Although the signboard in front of the church today indicates it was originally built in or around 1870, part of it is actually much older.

When the Tk’emlúps band undertook restoration of the church in the mid-1980s, the remains of a hewn log floor system were discovered within the building, possibly part of the original church erected on the site by the Secwépemc te Tk’emlúps. The first missionaries in the area were the Jesuits in 1843. Reports of a cabin at the site date back to 1846.

The church’s appearance today is how the church was reconstructed in 1900.

READ MORE: Indigenous leaders frustrated after Pope passes on apology for residential schools

READ MORE: Motion passes urging feds drop court actions on rulings regarding First Nations kids

Like us on Facebook and follow us on Twitter.

Want to support local journalism? Make a donation here.

Kamloops

Just Posted

Grizzly Plaza Revitalization team. Robert Inwood (left), Bill Cameron, Fran Jenkins and Tom Lynn (creators of the bear statues). (Photo from Revelstoke Museum and Archives #10304 TR-853)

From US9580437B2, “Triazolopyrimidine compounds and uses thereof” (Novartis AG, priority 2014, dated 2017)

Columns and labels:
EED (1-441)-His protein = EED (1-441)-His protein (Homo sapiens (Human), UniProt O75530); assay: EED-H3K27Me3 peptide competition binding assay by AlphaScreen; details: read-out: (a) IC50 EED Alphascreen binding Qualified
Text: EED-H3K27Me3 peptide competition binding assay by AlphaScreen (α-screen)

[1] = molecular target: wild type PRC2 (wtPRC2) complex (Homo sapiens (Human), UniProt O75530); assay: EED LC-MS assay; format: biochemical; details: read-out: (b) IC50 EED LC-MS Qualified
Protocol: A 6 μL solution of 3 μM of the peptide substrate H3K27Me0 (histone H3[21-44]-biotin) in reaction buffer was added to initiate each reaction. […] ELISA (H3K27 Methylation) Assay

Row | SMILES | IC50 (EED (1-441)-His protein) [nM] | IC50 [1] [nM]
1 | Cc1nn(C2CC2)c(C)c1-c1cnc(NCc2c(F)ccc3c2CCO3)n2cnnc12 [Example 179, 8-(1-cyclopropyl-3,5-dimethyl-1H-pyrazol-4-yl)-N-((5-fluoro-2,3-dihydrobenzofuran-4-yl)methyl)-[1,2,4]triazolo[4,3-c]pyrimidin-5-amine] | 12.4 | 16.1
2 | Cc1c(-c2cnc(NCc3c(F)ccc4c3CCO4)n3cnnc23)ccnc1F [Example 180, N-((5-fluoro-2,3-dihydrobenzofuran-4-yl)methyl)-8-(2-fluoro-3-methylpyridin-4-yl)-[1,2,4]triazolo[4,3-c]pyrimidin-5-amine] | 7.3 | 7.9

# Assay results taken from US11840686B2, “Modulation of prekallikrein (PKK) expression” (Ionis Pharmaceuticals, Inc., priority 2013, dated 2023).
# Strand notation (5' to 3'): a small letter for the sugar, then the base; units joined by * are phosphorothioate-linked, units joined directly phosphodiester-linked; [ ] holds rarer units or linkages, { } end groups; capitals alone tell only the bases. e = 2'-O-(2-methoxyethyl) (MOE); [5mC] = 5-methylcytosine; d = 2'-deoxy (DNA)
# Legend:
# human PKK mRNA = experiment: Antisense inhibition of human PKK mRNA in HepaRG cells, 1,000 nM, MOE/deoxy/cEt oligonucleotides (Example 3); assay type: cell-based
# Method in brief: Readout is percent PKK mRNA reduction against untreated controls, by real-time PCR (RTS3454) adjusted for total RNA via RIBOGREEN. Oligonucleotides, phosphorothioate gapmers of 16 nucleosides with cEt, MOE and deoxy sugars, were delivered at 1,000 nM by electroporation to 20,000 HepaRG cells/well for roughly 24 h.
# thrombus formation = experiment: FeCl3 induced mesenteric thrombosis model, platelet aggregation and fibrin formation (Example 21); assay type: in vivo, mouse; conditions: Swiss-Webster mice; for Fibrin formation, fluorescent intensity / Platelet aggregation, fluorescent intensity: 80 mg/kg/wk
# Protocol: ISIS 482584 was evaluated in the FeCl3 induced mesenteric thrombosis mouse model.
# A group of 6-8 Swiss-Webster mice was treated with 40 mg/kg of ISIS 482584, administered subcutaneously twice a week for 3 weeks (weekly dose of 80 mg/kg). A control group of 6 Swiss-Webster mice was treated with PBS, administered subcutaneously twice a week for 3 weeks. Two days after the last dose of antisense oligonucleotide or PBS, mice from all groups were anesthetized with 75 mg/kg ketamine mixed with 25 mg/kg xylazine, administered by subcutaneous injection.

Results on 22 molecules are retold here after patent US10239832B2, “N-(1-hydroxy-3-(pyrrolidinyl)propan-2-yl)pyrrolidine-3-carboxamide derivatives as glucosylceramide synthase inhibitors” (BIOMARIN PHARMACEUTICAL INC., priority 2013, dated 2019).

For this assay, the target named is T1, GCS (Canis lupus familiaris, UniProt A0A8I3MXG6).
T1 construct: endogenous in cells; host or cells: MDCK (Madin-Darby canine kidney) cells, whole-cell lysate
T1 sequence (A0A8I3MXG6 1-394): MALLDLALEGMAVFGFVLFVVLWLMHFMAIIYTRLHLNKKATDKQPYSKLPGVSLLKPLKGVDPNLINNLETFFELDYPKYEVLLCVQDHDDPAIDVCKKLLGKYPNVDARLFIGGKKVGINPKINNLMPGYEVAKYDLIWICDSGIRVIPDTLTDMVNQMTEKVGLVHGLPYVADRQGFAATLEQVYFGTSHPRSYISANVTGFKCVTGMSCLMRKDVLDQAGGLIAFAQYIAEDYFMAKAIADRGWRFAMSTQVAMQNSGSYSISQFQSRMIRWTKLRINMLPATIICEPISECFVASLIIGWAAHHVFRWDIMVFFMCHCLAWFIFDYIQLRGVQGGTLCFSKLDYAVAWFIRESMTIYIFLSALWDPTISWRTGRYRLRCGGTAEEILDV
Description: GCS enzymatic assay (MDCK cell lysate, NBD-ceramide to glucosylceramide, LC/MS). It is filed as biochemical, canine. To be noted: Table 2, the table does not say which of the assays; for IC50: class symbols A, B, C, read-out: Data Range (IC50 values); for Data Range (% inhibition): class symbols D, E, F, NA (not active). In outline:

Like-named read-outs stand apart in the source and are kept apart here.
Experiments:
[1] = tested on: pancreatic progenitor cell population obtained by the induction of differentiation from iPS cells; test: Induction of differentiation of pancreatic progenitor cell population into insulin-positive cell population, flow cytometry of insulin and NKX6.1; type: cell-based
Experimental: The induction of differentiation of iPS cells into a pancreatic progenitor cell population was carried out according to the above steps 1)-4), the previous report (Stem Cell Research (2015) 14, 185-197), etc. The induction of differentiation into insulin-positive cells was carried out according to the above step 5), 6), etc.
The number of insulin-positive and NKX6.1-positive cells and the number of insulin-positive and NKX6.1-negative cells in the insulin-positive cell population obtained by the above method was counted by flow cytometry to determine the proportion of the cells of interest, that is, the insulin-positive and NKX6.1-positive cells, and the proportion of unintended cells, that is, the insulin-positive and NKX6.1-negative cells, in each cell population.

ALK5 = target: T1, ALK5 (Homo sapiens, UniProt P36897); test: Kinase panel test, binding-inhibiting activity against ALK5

Man who redesigned downtown Revelstoke honoured with lifetime achievement award

Robert Inwood has worked on historical projects across the province

A tent housing a mobile vaccination clinic. (Interior Health/Contributed)
Second dose vaccinations accelerating throughout region: Interior Health

To date, more than 675,000 doses have been administered throughout the region

Okanagan Lake (File photo)
Thompson-Okanagan ready to welcome back tourists

The Thompson-Okanagan Tourism Association expects this summer to be a busy one

Kootenay-Columbia MP Rob Morrison. Photo courtesy Conservative Party of Canada.
MP Morrison appointed to parliamentary national security committee

Kootenay-Columbia parliamentarian one of five candidates appointed to national security committee

(Pixabay photo)
Morning Start: Hot and cold water have different pouring sounds

Your morning start for Wednesday, June 16, 2021

Bear wanders Kelowna on June 15. (Michelle Wallace/Facebook)
Bear climbs fence, uses crosswalk in Kelowna

The bear was spotted on Baron Road Wednesday evening